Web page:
Over lunch one day, a friend and I were discussing the challenges of leading people to the best decisions. He suggested that one way I am limited in that area is that I am too much a contrarian. In one group that we belong to, people anticipate that I will be the one to rain on their parades with challenging questions or comments. When I meet those expectations, my comments get discounted and my influence disappears.
He’s right about the impact of my actions, and I’ve seen this situation play out more often than I would like to admit. In fact, I know one guy who believes I am always wrong, because he believes I am always opposing the wisdom of the crowd. As a result, he becomes even more certain that he is correct if I say I disagree with his view. In his world, my accuracy is two steps lower than a stopped clock.
What if he’s wrong, though? What if the wisdom of the crowd isn’t always wise? What if the emperor is really a flasher?
Often, when people get together to make a decision, some ideas will gather momentum and others won’t. It’s not necessarily the value of the idea that drives that momentum, though. Sometimes, it’s espoused by a forceful individual, or it’s a view shared by two people in quick succession and the group dynamic flows from there. Once enough attaboys are issued, the idea becomes a truth destined to be chiseled in stone.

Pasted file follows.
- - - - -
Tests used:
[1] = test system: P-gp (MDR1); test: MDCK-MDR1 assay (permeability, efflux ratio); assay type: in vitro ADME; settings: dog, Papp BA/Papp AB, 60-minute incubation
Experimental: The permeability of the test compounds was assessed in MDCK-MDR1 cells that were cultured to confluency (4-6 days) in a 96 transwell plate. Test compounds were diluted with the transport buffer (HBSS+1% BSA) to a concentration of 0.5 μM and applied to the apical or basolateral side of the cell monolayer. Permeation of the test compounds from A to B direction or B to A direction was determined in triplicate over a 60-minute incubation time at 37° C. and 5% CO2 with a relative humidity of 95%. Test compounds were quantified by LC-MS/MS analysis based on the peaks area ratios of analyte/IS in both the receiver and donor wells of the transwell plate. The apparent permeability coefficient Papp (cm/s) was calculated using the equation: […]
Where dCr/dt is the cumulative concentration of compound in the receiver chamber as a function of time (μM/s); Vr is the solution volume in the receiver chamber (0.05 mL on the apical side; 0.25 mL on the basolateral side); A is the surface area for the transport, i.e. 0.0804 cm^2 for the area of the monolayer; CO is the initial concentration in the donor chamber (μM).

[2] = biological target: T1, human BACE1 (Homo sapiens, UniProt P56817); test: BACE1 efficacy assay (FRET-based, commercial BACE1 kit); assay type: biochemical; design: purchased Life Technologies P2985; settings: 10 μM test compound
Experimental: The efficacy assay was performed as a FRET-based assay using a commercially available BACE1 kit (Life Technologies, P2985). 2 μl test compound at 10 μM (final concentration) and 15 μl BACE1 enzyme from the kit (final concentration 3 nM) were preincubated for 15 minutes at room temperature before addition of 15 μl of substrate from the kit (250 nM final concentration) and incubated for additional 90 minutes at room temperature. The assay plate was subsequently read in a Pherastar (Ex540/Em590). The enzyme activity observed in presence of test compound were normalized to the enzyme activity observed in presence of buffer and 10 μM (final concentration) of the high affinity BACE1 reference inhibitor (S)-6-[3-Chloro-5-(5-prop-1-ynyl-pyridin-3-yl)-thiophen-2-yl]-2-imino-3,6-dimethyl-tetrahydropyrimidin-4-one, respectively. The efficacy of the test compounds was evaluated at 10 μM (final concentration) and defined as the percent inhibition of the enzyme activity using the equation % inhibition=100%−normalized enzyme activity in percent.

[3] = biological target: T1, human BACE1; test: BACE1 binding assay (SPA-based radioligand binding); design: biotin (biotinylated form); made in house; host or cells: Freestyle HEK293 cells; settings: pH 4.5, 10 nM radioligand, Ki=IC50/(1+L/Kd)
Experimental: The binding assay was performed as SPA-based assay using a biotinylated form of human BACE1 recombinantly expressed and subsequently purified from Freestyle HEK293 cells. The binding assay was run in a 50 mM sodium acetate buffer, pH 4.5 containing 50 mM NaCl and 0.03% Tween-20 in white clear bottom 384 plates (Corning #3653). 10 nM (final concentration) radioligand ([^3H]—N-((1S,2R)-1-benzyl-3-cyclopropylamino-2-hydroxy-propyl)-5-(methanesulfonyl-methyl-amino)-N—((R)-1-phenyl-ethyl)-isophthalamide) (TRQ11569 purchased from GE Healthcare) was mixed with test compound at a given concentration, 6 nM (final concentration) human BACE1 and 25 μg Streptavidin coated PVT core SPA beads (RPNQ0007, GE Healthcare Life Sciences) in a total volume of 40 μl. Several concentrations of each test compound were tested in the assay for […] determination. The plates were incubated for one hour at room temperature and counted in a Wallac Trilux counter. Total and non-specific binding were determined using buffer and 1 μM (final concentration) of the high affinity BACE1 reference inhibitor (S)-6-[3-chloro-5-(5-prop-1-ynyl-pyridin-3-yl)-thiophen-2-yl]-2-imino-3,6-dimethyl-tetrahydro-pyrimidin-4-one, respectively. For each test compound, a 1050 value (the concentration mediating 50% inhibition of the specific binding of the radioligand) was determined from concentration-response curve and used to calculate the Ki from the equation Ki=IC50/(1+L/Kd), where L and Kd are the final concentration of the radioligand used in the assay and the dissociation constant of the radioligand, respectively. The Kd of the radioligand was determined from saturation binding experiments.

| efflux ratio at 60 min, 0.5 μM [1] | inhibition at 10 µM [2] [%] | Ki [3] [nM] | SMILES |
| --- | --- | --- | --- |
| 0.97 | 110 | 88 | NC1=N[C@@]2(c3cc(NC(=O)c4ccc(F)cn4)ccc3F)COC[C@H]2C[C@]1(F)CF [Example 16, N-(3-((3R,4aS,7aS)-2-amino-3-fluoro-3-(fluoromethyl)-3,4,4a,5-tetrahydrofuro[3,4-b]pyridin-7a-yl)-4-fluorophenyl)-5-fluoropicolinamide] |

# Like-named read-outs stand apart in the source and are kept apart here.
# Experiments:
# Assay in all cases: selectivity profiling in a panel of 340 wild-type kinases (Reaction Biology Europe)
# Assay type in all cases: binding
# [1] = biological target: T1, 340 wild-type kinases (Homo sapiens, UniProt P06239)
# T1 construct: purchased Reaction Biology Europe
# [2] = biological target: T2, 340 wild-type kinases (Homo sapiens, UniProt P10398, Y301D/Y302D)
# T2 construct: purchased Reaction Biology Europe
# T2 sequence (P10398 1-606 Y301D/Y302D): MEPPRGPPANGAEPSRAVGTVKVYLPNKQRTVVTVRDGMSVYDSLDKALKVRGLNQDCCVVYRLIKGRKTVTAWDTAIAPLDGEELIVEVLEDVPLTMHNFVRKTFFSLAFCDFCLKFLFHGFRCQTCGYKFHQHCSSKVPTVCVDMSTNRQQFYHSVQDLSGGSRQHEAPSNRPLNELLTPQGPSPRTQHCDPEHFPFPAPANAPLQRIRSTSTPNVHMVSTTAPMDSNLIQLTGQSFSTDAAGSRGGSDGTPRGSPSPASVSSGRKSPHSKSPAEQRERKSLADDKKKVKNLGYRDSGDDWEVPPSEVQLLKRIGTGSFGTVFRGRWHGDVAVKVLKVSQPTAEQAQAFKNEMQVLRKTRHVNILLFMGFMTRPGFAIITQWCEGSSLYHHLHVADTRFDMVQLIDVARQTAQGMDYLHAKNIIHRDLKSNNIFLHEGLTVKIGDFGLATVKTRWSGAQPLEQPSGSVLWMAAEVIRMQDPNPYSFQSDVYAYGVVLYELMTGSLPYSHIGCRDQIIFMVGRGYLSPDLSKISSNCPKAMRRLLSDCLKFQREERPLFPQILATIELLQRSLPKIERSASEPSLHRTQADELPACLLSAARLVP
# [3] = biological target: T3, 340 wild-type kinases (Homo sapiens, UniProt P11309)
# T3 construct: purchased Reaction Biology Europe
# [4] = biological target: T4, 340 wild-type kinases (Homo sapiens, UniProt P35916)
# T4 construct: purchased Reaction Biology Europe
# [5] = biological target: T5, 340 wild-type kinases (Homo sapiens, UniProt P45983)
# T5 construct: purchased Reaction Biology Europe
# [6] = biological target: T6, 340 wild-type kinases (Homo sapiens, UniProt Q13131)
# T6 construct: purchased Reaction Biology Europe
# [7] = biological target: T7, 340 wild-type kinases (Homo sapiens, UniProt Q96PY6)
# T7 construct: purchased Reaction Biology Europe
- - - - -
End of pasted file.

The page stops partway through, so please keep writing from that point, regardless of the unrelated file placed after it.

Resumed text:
That’s where I join the conversation. I’m looking for the missing guest, the thing that should be considered and isn’t on the table. I’m trying to anticipate the unintended consequences of today’s big idea. I’m looking at how the ultimate audience is going to respond when the committee issues its report.
In fact, most of the time, I’m trying to figure out how to make the idea work in the real world. And then, I open my big “contrarian” mouth.
How many customers do we have to acquire in order to make any money on this? What’s to stop Amazon from simply offering the same service and putting us out of business? What if Uncle Ernie decides to invest the money in a boys’ boarding school?
By the time I chime in, however, the train has left the station, that ship has sailed, and the chicken has crossed the road. My question becomes the final evidence that this is the best idea ever. “We all believed it was a great idea and then, even better, Rosenbaum didn’t like it. Pure gold!!!”
Time for some introspection. If I’m trying to help a person reach a better conclusion, but my approach often leads to a suboptimal decision, shouldn’t I change my tactics? Perhaps I should be more active in the chorus of attaboys when someone makes an inane comment like, “let’s break the mold,” or “we dare to be different.” Should I be more manipulative in the pursuit of a greater good, or is that one of those slippery slopes they talk about in law school?
So, thanks to my friend for giving me something to consider in terms of the way I’m perceived. I’m working on it. Meanwhile, I keep thinking about the guy who has concluded that my disagreement is proof of his brilliance. There’s a great prank in here, somewhere.
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Who writes this stuff?
Dadwrites oozes from the warped mind of Michael Rosenbaum, an award-winning author who spends most of his time these days as a start-up business mentor, book coach, photographer and, mostly, a grandfather. All views are his alone, largely due to the fact that he can’t find anyone who agrees with him.